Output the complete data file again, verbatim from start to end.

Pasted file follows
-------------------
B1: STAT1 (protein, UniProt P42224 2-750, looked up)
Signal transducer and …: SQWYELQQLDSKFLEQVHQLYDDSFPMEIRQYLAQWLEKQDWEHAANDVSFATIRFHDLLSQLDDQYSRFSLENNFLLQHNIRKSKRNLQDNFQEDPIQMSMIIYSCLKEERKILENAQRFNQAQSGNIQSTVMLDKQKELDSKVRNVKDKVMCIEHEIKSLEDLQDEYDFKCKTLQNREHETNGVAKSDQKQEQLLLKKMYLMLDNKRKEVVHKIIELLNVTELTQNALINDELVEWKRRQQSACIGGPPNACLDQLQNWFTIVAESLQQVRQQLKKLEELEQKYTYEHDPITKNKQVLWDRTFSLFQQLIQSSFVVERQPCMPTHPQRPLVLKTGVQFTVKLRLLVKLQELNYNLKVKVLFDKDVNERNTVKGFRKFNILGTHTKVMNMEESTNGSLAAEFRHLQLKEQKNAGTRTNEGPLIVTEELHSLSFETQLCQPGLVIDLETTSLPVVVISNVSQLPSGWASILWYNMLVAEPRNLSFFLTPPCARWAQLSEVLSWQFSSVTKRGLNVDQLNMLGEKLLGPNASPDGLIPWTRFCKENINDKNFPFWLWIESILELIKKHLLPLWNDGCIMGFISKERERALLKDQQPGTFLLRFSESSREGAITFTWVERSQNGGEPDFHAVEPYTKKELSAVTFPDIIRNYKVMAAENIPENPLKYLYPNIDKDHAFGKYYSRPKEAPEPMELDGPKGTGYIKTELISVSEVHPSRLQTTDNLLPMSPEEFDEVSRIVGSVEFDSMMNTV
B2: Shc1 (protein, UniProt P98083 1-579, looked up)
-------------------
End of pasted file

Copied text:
B1: STAT1 (protein, UniProt P42224 2-750, looked up)
Signal transducer and …: SQWYELQQLDSKFLEQVHQLYDDSFPMEIRQYLAQWLEKQDWEHAANDVSFATIRFHDLLSQLDDQYSRFSLENNFLLQHNIRKSKRNLQDNFQEDPIQMSMIIYSCLKEERKILENAQRFNQAQSGNIQSTVMLDKQKELDSKVRNVKDKVMCIEHEIKSLEDLQDEYDFKCKTLQNREHETNGVAKSDQKQEQLLLKKMYLMLDNKRKEVVHKIIELLNVTELTQNALINDELVEWKRRQQSACIGGPPNACLDQLQNWFTIVAESLQQVRQQLKKLEELEQKYTYEHDPITKNKQVLWDRTFSLFQQLIQSSFVVERQPCMPTHPQRPLVLKTGVQFTVKLRLLVKLQELNYNLKVKVLFDKDVNERNTVKGFRKFNILGTHTKVMNMEESTNGSLAAEFRHLQLKEQKNAGTRTNEGPLIVTEELHSLSFETQLCQPGLVIDLETTSLPVVVISNVSQLPSGWASILWYNMLVAEPRNLSFFLTPPCARWAQLSEVLSWQFSSVTKRGLNVDQLNMLGEKLLGPNASPDGLIPWTRFCKENINDKNFPFWLWIESILELIKKHLLPLWNDGCIMGFISKERERALLKDQQPGTFLLRFSESSREGAITFTWVERSQNGGEPDFHAVEPYTKKELSAVTFPDIIRNYKVMAAENIPENPLKYLYPNIDKDHAFGKYYSRPKEAPEPMELDGPKGTGYIKTELISVSEVHPSRLQTTDNLLPMSPEEFDEVSRIVGSVEFDSMMNTV
B2: Shc1 (protein, UniProt P98083 1-579, looked up)